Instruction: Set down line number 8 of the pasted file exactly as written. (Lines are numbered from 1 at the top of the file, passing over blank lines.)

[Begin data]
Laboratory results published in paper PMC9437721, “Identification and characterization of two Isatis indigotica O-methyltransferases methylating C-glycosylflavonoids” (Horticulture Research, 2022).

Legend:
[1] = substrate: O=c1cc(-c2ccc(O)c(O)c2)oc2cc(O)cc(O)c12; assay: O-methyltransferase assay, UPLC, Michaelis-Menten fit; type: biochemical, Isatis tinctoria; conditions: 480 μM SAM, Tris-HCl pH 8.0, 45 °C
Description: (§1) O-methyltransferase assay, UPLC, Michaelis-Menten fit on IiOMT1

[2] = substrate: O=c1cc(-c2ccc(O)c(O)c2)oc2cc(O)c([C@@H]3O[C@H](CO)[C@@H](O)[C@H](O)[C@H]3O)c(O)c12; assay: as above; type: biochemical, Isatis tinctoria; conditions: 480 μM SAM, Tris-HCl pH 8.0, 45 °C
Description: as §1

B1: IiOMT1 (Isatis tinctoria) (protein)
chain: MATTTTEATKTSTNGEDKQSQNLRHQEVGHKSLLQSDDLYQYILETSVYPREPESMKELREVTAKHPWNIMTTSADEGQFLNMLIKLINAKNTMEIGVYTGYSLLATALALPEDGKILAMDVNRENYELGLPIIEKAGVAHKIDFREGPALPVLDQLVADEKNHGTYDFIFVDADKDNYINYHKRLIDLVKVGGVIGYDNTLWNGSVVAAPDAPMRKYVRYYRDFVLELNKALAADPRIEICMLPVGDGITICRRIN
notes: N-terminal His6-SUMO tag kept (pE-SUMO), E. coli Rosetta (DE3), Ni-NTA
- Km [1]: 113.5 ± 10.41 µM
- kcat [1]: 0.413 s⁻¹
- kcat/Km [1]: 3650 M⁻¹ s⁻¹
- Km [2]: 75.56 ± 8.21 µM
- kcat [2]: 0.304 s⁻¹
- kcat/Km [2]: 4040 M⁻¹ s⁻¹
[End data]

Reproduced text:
chain: MATTTTEATKTSTNGEDKQSQNLRHQEVGHKSLLQSDDLYQYILETSVYPREPESMKELREVTAKHPWNIMTTSADEGQFLNMLIKLINAKNTMEIGVYTGYSLLATALALPEDGKILAMDVNRENYELGLPIIEKAGVAHKIDFREGPALPVLDQLVADEKNHGTYDFIFVDADKDNYINYHKRLIDLVKVGGVIGYDNTLWNGSVVAAPDAPMRKYVRYYRDFVLELNKALAADPRIEICMLPVGDGITICRRIN